Connect with us
  • Elysium


Christmas is the best time of year – isn’t it?

Dr Anita Rose, director of clinical development and consultant clinical neuropsychologist at Renovo Care Group, offers advice on how to cope 



Christmas is the time of year that evokes the whole range of emotions. For some it is a sense of happiness, joy and excitement, yet for other sadness, grief, anxiety and loneliness.

Within our hospitals and care homes, staff try to create an environment of celebration with service users; trees are decorated, Christmas cards made, carol singers visit, and festive menus created.  Yet what about those families who maybe for the first Christmas will not be with their loved ones, or those who may have not been with their loved ones for many years? 

For many of these families, Christmas is challenging and given the current pandemic and appearance of new variant Omicron, means changes in visiting their loved ones, anxiety over themselves getting COVID, and also now the possibility of changes in rules for society as a whole.  

Dr Anita Rose

Many of the families I work with have really struggled with their own mental health this past year and Christmas was to be a time of family fun, a time of hope of celebration – but now they are fearful and anxious. 

It is to these families I write this blog. To provide them with some tips in coping over Christmas and to say to them we are here to support as well.

Take time off from information

I know it is tempting, can be almost obsessional, to listen to every news broadcast about COVID and in particular Omicron. To follow every post on social media. To listen to all the stories of who has tested positive, negative or is showing symptoms.

But this can increase anxiety and stress and with so many opinions and everyone having their thoughts on what is happening, should be happening, isn’t happening, it is very easy to get overloaded. 

So, give yourself permission to “take a break”.  Many people I know are having a social media sabbatical and that doesn’t mean they are being unfriendly, but they are protecting their mental health.  If you want to keep up to date with the news, set a time in the day when you will check the news on a reputable news station or website.  Taking a break, or controlling the information overload, will reduce your anxiety and stress and help you feel less overwhelmed.

Be realistic

Christmas movies, Christmas adverts and TV Christmas specials all paint a picture of the perfect Christmas. You need to eat certain foods, have certain drinks, buy the most up to date presents. 

But actually Christmas doesn’t have to be perfect, or be a Hollywood Christmas. Christmas can be as you make it. Maybe this Christmas is a time to create new memories, new rituals, eat new foods. Maybe you will visit your loved one in hospital and be able to join in with the celebrations there, maybe this year it will be a virtual celebrations with your family members, singing silly songs together, opening presents together. 

Christmas may be a different experience this year but be brave and find new ways of celebrating it that work for you.

Acknowledge how you are feeling

Most of the families I work with tell me they feel guilty if they are angry, sad, upset or even feeling grief. All these emotions are normal, and it is normal to feel sad if you cannot be with your loved one at Christmas. It is ok to feel grief or anger at COVID taking away the time you can spend with your loved one.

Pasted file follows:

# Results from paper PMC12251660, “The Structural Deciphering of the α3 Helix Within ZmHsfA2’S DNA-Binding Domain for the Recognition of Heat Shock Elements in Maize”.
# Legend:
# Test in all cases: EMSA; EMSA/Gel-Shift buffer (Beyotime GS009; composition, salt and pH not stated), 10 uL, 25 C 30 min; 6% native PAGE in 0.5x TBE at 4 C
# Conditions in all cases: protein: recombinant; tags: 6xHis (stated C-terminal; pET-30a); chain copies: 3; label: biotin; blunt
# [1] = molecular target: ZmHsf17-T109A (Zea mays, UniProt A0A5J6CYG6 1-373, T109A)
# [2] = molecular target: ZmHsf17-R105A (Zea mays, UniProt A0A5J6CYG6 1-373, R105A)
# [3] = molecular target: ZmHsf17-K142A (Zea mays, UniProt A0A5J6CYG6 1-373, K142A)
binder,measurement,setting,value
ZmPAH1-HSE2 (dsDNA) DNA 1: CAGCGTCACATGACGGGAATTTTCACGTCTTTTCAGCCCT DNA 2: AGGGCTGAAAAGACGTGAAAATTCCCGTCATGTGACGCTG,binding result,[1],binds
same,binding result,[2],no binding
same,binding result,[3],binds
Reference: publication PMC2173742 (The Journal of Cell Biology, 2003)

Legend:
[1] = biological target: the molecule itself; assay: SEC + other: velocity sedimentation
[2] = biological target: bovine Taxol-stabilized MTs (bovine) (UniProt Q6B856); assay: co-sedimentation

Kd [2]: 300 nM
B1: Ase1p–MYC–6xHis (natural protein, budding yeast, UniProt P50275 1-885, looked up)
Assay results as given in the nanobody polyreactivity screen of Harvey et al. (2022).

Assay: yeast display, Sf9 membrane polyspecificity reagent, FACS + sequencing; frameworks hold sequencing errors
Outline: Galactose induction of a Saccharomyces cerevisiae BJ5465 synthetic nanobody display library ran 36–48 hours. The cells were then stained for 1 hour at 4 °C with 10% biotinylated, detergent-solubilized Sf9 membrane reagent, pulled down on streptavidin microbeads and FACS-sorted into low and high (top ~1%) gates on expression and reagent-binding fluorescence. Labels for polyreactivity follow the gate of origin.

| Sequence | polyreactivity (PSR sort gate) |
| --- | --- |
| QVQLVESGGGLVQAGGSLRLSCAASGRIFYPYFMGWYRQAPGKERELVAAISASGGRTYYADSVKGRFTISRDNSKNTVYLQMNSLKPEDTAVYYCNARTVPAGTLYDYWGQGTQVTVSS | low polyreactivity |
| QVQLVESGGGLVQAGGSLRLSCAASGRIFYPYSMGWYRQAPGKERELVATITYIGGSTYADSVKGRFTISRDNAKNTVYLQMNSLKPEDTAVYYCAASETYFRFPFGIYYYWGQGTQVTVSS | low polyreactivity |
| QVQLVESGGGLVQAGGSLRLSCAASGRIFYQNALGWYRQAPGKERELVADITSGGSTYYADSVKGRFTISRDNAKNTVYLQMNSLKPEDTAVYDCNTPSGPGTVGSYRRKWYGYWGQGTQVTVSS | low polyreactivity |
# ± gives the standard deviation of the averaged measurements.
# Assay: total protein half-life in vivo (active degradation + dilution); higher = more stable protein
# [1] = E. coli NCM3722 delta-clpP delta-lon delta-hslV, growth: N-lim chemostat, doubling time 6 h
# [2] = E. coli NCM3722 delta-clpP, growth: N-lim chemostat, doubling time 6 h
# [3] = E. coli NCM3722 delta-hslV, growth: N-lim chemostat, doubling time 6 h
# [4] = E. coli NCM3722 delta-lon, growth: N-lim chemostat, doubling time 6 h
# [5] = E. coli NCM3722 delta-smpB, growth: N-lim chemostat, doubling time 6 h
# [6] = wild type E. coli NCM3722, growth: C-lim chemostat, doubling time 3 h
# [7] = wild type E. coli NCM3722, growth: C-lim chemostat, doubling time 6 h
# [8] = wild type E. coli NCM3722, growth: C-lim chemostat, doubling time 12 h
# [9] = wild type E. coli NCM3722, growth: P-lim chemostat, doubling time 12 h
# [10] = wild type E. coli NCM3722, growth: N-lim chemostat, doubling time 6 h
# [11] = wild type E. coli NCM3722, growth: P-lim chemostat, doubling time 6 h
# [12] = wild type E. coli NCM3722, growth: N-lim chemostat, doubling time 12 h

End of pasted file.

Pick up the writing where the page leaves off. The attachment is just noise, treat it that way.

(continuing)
You cannot force yourself to be happy just because it is Christmas so know it is OK to take time to express your feelings, to cry, scream, shout.  Give yourself time to acknowledge how you are feeling – let it out.  

Look after you

It is OK to put yourself first. When we have loved ones who need our support, we all too often spend much of our time making sure they are OK at the expense of ourselves.

For many of the families I work with, they are travelling long distances to visit their loved ones and this can be exhausting. Maybe think about dropping one journey and using FaceTime to visit. I know this is not the same as being with your loved one in person, but being with them with energy rather than exhausted from all the travelling will mean a more meaningful visit for you and them. 

Make sure you are eating well (no excuse with all the wonderful food at Christmas – in fact you can eat too well!). Get out in the fresh air, do some exercise, have a nice bath, read, watch movies, and create times of relaxation in the day.  All these activities will have a positive effect on mood, but also biologically and psychologically. YOU MATTER TOO. 

Seek professional help

If you are finding persistently sad or anxious, not sleeping or eating or find yourself not coping with daily life and Christmas seems to be the tipping point, do not try to continue to manage alone. Speak to your GP or contact MIND or other mental health services. Reach out.

Finally, Christmas in 2021 maybe not what you expected but by looking after yourself you can take control. Decide what matters to you and plan what you know is possible, create new memories and remember you can find peace and joy at this time by recognising it will not be perfect it will be what it will be. 

  • Dr Anita Rose is director of clinical development and consultant clinical neuropsychologist at Renovo Care Group


Sign up for the NR Times newsletter
I would like to receive by email other offers, promotions and services from Aspect Publishing Ltd and its group companies.*